Intel-GE Care Innovations announced yesterday a partnership with NYC-based Happify to integrate their mental health for caregivers app into Health Harmony by 1st Quarter 2016. Happify is a game-based app targeted to caregivers of the chronically ill to support their mental health and wellbeing through cognitive behavioral therapy, ‘positive psychology’ and conquering negative thinking. Currently it is marketed to healthcare providers and corporate wellness programs. According to the release, “By adding on access to Happify’s innovative mobile app, Care Innovations will be able to leverage state-of-the-art programs to improve the well-being of family caregivers and offer additional programs to its clients.” This is certainly an interesting integration to the typical vital signs and qualitative information gathering of patient data in thinking about the caregiver. However, we note that a previously announced partnership, with UK’s buddi announced last December, is not to be found on the CI website. Release (Business Wire)

An alert watch for older adults that responds to voice commands

[grow_thumb image=”http://telecareaware.com/wp-content/uploads/2015/02/UnaliWear_Images_r6_c4.jpg” thumb_width=”150″ /]This Editor has been in Watch Overload (see Apple Watch) for months, but this may be an exception. The UnaliWear Kanega watch (in development) is for the sizable market of older adults who would wear a well-designed watch or band for safety assistance, but not one that screams Old Person With Plastic PERS, an objective shared with the latest edition of buddi [TTA 16 Dec 14]. Their prototype looks like a fairly techno steel watch, a little on the chunky side, but it packs in a lot: a 9-axis accelerometer for fall detection, a GPS locator, Bluetooth LE, cellular/Wi-Fi connectivity and a digital analog display with time and date. What’s unique: no buttons, smartphone or other tether. It works via speech recognition and ‘talks with’ the wearer (via mechanical voice, messaging on the display and a feed to a BLE hearing aid if worn.) (more…)

News highlights for Friday

AnthemHealth didn’t encrypt, Blueprint Health collects, HealthSpot funds again, Sense4Baby goes to Europe, Apple Health pilots in hospitals and buddi gets bigger still.

Another hack attack claimed major US health insurer AnthemHealth, the former WellPoint. It’s estimated that 80 million of its customers, former customers and employees had data breached: names, addresses, dates of birth, emails, employment information, income, medical IDs and SSIs. The Wall Street Journal reports that Anthem didn’t encrypt data for analytics reasons. It’s unconfirmed where the hackers originated but Bloomberg’s latest report tags the usual Chinese state-sponsored suspects. Unusually, it was reported within days of discovery; Anthem has called in Mandiant (FireEye) to beef up its cybersecurity. Other reports: WSJ, Modern Healthcare….The Blueprint Health accelerator has a new initiative, the Collective. It is designed to pair up major healthcare providers and payers with startups and early stage companies. So far signed up are Aetna, AstraZeneca, HP, Montefiore, North Shore LIJ, New York-Presbyterian, Samsung, EmblemHealth, Philips and Razorfish Healthware. More information here….The HealthSpot Station telehealth/telemedicine kiosk is readying a $11.6 million funding round from four investors soon, based on (more…)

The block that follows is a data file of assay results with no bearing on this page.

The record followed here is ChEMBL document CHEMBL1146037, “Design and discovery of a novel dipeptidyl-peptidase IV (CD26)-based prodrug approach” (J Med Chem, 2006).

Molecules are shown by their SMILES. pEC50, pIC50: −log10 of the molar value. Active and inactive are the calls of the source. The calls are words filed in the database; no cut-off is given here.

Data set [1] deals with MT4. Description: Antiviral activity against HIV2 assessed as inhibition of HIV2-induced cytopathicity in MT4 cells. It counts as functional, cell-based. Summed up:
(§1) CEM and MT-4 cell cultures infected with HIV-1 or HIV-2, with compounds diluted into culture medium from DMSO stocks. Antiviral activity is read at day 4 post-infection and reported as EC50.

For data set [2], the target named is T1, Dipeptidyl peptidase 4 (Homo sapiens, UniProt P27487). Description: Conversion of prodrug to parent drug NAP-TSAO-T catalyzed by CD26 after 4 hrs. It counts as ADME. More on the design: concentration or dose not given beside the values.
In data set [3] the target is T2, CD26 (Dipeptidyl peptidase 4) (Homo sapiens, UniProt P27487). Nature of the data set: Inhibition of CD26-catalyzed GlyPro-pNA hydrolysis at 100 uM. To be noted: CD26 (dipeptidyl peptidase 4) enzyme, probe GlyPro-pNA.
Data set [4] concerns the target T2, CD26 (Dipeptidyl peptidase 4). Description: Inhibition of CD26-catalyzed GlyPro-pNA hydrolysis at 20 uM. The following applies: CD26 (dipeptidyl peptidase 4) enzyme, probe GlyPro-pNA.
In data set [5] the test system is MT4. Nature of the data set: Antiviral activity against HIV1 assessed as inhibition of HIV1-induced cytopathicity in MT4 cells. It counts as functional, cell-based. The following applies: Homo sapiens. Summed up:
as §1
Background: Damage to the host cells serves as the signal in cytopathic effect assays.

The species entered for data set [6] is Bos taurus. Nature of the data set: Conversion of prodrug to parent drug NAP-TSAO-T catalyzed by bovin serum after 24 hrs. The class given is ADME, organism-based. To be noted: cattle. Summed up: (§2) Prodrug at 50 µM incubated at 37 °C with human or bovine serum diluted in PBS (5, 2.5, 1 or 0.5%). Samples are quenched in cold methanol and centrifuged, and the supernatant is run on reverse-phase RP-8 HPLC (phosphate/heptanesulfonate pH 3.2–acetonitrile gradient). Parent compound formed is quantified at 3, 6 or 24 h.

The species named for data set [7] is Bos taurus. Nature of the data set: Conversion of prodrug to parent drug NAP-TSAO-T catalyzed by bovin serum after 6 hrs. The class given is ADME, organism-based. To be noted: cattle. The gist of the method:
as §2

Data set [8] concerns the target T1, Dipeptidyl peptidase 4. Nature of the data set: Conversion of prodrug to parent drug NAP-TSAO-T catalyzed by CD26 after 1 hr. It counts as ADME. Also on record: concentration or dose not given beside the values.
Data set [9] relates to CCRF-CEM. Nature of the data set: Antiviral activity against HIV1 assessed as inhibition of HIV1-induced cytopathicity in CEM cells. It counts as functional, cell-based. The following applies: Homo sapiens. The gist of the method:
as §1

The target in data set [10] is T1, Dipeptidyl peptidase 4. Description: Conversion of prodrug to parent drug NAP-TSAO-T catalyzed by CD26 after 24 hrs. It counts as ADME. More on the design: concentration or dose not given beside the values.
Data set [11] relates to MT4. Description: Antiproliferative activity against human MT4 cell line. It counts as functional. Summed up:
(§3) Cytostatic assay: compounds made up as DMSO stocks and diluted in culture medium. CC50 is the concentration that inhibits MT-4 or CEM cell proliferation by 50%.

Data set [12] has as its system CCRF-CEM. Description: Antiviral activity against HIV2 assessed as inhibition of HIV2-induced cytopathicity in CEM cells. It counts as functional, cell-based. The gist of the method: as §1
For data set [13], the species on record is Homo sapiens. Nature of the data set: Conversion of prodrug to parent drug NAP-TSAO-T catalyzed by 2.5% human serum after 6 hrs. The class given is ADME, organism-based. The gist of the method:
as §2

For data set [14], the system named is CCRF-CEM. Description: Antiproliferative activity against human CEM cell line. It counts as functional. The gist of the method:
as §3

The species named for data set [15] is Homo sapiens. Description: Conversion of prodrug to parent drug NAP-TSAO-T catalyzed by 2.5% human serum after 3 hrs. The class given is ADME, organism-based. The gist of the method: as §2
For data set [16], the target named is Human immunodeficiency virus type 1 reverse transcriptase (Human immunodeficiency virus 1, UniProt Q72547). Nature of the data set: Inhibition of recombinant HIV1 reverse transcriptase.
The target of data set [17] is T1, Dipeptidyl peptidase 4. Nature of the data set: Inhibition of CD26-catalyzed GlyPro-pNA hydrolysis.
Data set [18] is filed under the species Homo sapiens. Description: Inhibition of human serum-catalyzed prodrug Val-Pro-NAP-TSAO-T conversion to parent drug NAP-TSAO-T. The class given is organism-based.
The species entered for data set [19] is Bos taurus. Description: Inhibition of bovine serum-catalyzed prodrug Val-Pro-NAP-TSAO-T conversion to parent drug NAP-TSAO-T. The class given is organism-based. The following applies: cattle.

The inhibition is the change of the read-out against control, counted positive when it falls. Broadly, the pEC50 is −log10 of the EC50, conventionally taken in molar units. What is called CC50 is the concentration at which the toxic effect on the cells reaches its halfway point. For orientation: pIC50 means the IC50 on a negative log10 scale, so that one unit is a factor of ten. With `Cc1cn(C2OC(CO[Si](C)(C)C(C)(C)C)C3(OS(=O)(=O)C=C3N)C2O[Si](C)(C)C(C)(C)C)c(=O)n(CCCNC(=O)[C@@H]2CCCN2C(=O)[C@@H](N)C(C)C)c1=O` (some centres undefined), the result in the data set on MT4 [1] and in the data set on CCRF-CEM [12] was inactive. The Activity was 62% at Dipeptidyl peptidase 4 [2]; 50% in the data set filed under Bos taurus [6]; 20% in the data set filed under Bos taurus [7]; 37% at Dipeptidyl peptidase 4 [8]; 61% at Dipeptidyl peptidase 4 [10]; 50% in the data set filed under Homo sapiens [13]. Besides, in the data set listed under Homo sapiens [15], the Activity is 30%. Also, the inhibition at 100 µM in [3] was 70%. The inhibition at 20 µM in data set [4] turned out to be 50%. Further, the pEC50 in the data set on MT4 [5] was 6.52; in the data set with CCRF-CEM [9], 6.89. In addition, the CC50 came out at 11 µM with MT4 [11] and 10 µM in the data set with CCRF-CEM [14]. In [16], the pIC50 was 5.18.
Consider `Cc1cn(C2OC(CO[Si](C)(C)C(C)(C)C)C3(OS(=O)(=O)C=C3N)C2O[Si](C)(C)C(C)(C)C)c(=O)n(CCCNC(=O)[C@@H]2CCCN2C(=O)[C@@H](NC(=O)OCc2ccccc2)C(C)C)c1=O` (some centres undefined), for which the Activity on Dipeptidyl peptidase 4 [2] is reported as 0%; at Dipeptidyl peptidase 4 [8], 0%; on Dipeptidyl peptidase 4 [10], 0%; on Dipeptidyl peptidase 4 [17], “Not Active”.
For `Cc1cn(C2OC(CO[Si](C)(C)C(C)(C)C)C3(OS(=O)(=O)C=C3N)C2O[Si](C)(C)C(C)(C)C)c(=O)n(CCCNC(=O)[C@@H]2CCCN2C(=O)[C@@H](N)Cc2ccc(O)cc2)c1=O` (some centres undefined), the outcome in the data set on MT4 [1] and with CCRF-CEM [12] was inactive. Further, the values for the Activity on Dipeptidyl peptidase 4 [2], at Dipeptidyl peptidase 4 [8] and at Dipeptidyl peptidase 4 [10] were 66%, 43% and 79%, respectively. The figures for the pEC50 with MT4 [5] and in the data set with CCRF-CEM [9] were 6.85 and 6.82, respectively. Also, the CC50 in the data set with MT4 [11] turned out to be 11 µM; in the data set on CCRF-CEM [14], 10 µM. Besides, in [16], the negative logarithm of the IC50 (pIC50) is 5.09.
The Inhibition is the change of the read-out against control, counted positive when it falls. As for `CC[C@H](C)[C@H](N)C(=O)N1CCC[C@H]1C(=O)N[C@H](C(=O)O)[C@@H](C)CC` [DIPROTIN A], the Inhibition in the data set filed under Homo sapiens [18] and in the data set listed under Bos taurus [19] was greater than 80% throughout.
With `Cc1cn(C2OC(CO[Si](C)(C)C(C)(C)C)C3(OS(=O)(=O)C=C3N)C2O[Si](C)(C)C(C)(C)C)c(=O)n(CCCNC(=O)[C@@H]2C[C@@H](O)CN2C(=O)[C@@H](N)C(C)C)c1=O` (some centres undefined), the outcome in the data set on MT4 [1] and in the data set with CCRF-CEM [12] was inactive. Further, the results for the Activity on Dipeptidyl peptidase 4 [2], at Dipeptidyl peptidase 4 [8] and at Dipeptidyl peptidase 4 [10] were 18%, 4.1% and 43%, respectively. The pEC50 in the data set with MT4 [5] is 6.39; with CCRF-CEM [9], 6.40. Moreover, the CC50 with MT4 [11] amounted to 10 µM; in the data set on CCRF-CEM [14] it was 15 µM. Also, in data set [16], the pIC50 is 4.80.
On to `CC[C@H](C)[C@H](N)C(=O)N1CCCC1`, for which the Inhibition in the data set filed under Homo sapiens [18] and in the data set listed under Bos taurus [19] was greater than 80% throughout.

buddi wins £20 million in contracts, signs up with Care Innovations in US

[grow_thumb image=”http://telecareaware.com/wp-content/uploads/2014/12/lavender_set_34.jpg-buddi.jpg” thumb_width=”150″ /]buddi, a well-known UK personal tracker/tagger company, announced over the weekend that they have signed two contracts worth £20 million ($25.1 million). The first and most of interest is with Intel-GE Care Innovations for their new, quite attractive wrist-worn fall detector/two-way emergency alert/activity monitor. According to the Telegraph, it was designed by Sebastian Conran (left) and was ‘fully certified by the US government in recent weeks’ which may mean that it gained FDA clearance. The second was for their ‘Smart Tag’ used in criminal tracking with the New South Wales, Australia government. Care Innovations adds another consumer-facing device to the Lively activity tracker and iHealth fitness and telehealth devices. Timing for availability is not disclosed. (more…)

Wearables more than trackers…family communicators

[grow_thumb image=”http://telecareaware.com/wp-content/uploads/2013/12/Zoomed.jpg” thumb_width=”180″ /]This article from Connected World, despite the title of Will your kid wear wearables?, is a look at Revolutionary Tracker, which has developed two products from a GPS-enabled tracker to a simplified smartwatch. Both read to a smartphone for GPS tracking and communication. Where it differs is that the company broadly, not narrowly targets, ‘family tracking and communications’ as a modish wearable–infants, children, special needs children and adults (the autism market which most trackers have concentrated on), older adults and pets. Lone workers are another market, and a newer market: groups such as in camps, school trips and residential communities. It is also unusually made in USA, and the founders already have in the works a more sophisticated-looking design with multiple buttons and text functionality.

Our related recent coverage: KeepUS (UK only), Mindme (also UK),  We’ve covered Lok8U (UK/US) in the past and buddi (UK) as far back as 2009.